While advances in genetic engineering, nanotechnology and robotics have brought improvements in fields from construction to healthcare, industry players have warned of the future implications of increasingly “intelligent” machines.
Professor Tshilidzi Marwala, executive dean of the Faculty of Engineering and the Built Environment, at the University of Johannesburg, says ethics have to be considered in developing machine intelligence. “When you have autonomous machines that can evolve independent of their creators, who is responsible for their actions?”
In February last year, the Association for the Advancement of Artificial Intelligence (AAAI) held a series of discussions under the theme “long-term AI futures”, and reflected on the societal aspects of increased machine intelligence.
The AAAI is yet to issue a final report, but in an interim release, a subgroup highlighted the ethical and legal complexities involved if autonomous or semi-autonomous systems were one day charged with making high-level decisions, such as in medical therapy or the targeting of weapons.The group also noted the potential psychological issues accompanying people's interaction with robotic systems that increasingly look and act like humans.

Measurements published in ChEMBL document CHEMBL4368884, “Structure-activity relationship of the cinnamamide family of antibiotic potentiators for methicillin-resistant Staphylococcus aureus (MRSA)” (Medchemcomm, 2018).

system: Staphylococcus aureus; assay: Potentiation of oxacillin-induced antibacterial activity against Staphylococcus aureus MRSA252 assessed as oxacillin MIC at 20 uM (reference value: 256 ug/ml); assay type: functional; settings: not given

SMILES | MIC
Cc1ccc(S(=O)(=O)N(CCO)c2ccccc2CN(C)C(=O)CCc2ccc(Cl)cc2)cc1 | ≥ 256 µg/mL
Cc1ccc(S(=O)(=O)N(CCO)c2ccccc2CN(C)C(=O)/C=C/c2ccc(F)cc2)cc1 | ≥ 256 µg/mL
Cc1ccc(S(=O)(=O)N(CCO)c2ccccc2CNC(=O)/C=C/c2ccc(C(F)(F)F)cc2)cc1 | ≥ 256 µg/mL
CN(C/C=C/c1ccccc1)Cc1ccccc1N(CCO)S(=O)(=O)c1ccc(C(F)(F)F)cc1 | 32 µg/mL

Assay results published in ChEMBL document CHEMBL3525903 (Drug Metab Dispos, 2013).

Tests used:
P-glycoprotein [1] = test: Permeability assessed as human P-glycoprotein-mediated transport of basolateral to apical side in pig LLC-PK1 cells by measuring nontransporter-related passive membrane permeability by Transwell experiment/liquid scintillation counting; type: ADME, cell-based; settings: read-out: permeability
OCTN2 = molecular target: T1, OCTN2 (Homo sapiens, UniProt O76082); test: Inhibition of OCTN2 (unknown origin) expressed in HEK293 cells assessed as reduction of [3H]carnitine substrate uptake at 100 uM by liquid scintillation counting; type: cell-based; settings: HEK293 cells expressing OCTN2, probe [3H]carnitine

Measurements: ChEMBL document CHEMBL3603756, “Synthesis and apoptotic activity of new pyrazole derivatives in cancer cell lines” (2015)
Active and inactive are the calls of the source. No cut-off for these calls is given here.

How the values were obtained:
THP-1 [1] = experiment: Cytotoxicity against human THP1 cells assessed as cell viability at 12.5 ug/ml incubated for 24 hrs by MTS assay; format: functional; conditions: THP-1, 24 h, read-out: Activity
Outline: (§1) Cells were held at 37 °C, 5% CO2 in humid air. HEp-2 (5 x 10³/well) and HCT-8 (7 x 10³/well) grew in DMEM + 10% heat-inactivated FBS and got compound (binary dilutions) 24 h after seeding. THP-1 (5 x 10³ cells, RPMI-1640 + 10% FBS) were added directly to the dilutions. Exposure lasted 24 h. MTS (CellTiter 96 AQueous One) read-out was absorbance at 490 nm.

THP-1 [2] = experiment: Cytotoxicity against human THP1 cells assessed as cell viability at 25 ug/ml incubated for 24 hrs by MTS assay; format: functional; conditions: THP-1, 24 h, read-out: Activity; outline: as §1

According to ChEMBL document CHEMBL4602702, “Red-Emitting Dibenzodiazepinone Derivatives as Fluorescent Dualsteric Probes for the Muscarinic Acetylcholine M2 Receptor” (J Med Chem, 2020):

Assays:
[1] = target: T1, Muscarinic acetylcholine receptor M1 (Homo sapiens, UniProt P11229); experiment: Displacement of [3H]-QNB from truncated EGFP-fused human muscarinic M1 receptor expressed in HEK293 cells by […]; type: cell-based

Just six months after the AAAI meeting, scientists at the Laboratory of Intelligent Systems, in the Ecole Polytechnique Fédérale of Lausanne, Switzerland, conducted an experiment in which robots learned to “lie” to each other, in an attempt to hoard a valuable resource.
The robots were programmed to seek out a beneficial resource and avoid a harmful one, and alert one another via light signals once they had found the good item. But they soon “evolved” to keep their lights off when they found the good resource – in direct contradiction of their original instruction.
According to AI researcher Dion Forster, the problem, as suggested by Ray Kurzweil, is that when people design self-aggregating machines, such systems could produce stronger, more intricate and effective machines.
“When this is linked to evolution, humans may no longer be the strongest and most sentient beings. For example, we already know machines are generally better at mathematics than humans are, so we have evolved to rely on machines to do complex calculation for us.
“What will happen when other functions of human activity, such as knowledge or wisdom, are superseded in the same manner?”